How to Stop Mold Growth in Wet Basements
Stopping mold growth in a wet basement is important. You should treat mold growth as soon as you notice it to prevent possible health problems or damage to your basement. Before you treat the mold, you need to identify the source of moisture that is causing the mold growth. After addressing underlying moisture issues, immediately remove the mold. To prevent future mold growth, keep the humidity level in your basement below 50%.
Identifying and Solving Water Issues
Find the source of the problem.Moisture control is the key to solving mold problems.If you have a wet basement, you will need to find out what is causing the water issues before you treat the mold problem. Common culprits include:
- Defective gutters
- Groundwater seepage
- Poorly designed window wells
- Ineffective subsurface drainage system
- Cracks in a house’s foundation
- Internal sources of humidity like humidifiers or frequent cooking
Address sources of internal moisture.The mold problem in your basement may be the result of internal sources of moisture, rather than moisture entering the basement from outside. Remove humidifiers from the basement, and do not cook in the basement unless absolutely necessary. Make sure other sources of moisture, like the clothes dryer and bathroom, are properly ventilated.
Fix leaking pipes, sinks, and toilets.Your basement could be wet due to a leaking pipe, sink, or toilet. Carefully examine these potential sources of moisture. If you discover a leak, fix the problem as soon as possible. If necessary, seek professional help.
Correct any structural problems.After removing internal sources of moisture, evaluate the gutters, downspouts, and surface grading around the house. If it appears that moisture is entering the basement from these places, contact a professional to evaluate and correct the problem.
Remove moisture from the basement.After you address underlying issues, remove any remaining moisture. If there is standing water or a puddle, you can remove it with a utility pump, air mover, and/or mop. You can also use a dehumidifier to help remove excessive moisture from the air. Make sure you remove as much moisture as possible before treating the mold.
Contact a professional.Call a professional if the affected area is over 10 square feet in size. You should also contact a professional if you have mold problems that persist after treatment or if you have chronic health conditions. Make sure the professional you hire has experience cleaning up mold.
Wear a respirator, goggles, and gloves.You need to wear proper protection when cleaning mold so that you do not inhale the spores. Wear a N-95 respirator, goggles to protect your eyes from the spores, and gloves to protect your skin. You can purchase all three items at your local hardware store or online.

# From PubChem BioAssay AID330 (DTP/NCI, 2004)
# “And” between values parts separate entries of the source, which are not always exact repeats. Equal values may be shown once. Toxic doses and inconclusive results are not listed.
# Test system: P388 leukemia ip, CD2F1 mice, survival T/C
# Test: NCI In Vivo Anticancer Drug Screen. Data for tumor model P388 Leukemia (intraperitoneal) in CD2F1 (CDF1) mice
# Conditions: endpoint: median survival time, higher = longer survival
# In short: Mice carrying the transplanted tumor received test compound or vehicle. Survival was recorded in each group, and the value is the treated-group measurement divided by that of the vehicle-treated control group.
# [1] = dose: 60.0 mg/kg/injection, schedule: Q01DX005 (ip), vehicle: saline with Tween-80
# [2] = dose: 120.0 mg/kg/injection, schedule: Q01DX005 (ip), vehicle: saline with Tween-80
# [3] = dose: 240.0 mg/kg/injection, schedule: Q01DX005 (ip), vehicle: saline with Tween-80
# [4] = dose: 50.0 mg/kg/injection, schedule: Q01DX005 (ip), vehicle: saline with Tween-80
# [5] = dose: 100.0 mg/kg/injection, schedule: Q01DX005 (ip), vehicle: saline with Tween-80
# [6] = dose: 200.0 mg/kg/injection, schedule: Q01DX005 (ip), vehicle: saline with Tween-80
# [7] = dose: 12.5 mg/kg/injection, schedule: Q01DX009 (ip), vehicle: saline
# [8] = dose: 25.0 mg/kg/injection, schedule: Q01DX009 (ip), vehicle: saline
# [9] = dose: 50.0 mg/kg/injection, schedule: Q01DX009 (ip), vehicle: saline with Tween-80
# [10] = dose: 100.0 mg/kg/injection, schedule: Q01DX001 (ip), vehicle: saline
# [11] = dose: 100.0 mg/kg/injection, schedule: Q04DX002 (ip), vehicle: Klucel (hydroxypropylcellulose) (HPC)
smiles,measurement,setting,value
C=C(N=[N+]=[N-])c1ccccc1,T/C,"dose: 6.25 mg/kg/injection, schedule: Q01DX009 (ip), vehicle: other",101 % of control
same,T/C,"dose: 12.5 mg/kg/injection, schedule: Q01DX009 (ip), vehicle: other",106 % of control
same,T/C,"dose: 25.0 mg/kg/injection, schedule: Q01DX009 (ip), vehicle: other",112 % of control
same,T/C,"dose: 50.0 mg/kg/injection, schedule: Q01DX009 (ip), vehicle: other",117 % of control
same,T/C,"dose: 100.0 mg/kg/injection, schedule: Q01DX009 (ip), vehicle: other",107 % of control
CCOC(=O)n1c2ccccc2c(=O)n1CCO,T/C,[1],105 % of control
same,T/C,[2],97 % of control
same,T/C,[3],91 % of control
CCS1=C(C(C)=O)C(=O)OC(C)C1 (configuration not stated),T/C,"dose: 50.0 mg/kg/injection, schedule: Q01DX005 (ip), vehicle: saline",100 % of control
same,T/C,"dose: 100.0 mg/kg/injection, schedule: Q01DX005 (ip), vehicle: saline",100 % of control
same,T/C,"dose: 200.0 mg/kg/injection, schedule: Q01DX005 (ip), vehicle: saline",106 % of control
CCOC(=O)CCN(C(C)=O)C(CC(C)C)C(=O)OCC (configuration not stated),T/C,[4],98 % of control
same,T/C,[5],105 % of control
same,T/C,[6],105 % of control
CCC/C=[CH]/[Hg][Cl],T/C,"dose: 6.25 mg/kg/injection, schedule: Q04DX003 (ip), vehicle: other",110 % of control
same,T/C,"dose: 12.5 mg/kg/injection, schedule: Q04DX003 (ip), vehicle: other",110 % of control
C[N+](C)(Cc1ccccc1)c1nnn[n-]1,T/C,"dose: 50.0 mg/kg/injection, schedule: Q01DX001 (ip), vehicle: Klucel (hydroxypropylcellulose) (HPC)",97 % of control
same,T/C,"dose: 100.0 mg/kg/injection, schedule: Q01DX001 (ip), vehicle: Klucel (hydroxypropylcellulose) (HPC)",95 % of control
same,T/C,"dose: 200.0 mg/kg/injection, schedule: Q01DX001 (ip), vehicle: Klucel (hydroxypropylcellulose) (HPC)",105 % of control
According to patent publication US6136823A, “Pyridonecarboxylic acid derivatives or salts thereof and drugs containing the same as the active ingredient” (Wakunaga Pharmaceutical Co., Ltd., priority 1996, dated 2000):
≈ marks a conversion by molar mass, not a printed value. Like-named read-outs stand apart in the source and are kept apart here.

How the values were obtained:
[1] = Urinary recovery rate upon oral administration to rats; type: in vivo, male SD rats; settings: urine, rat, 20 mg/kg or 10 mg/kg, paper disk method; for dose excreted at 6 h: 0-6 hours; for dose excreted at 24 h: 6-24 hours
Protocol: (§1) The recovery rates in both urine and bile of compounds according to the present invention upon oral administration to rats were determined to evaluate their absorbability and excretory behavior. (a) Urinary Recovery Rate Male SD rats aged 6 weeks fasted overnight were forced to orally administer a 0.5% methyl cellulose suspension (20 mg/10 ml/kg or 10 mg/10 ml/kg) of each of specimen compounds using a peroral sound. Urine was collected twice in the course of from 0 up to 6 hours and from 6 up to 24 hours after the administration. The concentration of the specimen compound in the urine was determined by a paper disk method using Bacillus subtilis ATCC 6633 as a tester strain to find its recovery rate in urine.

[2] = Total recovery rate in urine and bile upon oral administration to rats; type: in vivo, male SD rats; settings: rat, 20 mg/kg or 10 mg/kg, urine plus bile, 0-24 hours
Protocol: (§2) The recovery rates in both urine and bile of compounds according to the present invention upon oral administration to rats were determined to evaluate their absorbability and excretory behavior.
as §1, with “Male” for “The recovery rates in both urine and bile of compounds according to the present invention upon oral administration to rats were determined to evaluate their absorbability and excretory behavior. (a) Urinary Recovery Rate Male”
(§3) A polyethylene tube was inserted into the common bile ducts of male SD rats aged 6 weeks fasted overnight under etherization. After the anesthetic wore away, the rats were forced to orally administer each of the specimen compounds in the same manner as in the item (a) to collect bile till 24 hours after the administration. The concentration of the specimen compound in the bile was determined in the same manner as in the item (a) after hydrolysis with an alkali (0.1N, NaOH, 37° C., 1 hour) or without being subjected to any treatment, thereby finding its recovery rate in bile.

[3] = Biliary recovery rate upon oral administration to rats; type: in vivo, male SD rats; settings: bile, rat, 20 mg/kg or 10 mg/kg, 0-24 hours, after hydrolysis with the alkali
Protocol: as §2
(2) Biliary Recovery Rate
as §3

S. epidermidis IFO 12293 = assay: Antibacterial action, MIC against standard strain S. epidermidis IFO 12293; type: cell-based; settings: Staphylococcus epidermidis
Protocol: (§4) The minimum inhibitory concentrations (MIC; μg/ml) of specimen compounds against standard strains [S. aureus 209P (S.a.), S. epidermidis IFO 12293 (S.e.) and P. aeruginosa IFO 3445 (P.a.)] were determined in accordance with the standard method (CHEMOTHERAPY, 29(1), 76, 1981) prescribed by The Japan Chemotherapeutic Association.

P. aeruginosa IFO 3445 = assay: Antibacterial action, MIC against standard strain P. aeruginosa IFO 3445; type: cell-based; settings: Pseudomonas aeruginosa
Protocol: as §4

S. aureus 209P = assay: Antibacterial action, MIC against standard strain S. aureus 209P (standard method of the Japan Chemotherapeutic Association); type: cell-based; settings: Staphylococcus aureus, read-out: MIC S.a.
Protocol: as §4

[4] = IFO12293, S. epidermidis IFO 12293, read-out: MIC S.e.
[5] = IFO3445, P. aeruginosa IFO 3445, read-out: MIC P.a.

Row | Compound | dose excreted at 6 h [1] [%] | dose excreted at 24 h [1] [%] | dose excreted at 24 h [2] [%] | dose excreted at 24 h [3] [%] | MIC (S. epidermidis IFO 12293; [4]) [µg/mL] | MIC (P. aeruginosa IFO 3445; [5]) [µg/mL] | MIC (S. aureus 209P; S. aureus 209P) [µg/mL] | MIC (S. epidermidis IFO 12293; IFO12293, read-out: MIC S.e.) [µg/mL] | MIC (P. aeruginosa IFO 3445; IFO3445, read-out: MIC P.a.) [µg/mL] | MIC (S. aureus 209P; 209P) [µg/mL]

Remove the mold by scrubbing.Take a brush or sponge that is designed for scrubbing. Dip the brush or sponge in a cleaning solution like warm water, vinegar, borax, ammonia, baking soda, or hydrogen peroxide. Scrub the area with the solution until the mold is removed.
Dry the affected area.Take a towel and completely dry the affected area once the mold is removed. You can also use a mop to dry the area if the mold is on flooring. Make sure you completely dry the area after scrubbing away the mold. This will help prevent future mold growth.
Keep an eye on the affected area.Once you remove mold, you will need to watch the area to see if it returns. Recurrent mold problems are often indicative of larger, underlying problems that will need to be addressed to fully treat the mold issue.
Keep the humidity level below 50%.Mold flourishes in moist environments, and it is essential that you monitor the basement’s humidity level to prevent future mold growth. Install a thermo hydrometer to monitor the humidity level in your basement.
Consider a dehumidifier.Keeping moisture under control is a key part of preventing mold growth. Try running a dehumidifier in your basement to help control moisture levels. Make sure you follow the manufacturer's instructions and empty collected moisture from the device regularly.
Dry wet areas immediately.When you notice a wet or damp area in the basement, you will need to remove the moisture immediately to help keep mold growth at bay. Use a towel, mop, or water pump to remove the water within 24 to 48 hours of noticing it.
QuestionI noticed a black spot on the carpet under a wall vent that blows in this one place. I have humidity on and whole home air conditioning but this is the only spot in the home. What can we do to stop this problem?wikiHow ContributorCommunity AnswerFirst off, absolutely no one needs a humidifier and they are patently just disease farms. But, the problem with most basements is that they, illogically, don't have a return duct, so any musty basement smell can't be distributed to the rest of the house. The problem is, quite ironically, due to not having a return duct, basement air becomes stale and any moisture in the basement isn't circulated out of the basement and through the "Air Conditioning" system. You need a return air duct in your basement so the basement can function as well as any other room in the house.Thanks!
Video: How to Stop Mold from Growing In Your House
How to Dress Up Your Basics
Baby Kicking Like Crazy in Mom’s Belly Video
How to Make a Jewelry Protection Box
Royal Family, le 8 donne che hanno fatto (e faranno) la Storia
12. Stop Hair – Hair Reducing Spray
Jerk Pork Chops with Grilled Pineapple
Plan B One-Step Clinic Pack
Miu Miu Cruise 2019 Campaign Shot in Rome
How to Embroider by Hand
7 Ways To Keep Your Toenails From Falling Off When You Become A Runner
U.S. Opioid Painkiller Abuse May Be Leveling Off
Demi’s bizarre beauty secret
How to Write an Animal Report
9-Amazing night make-up tips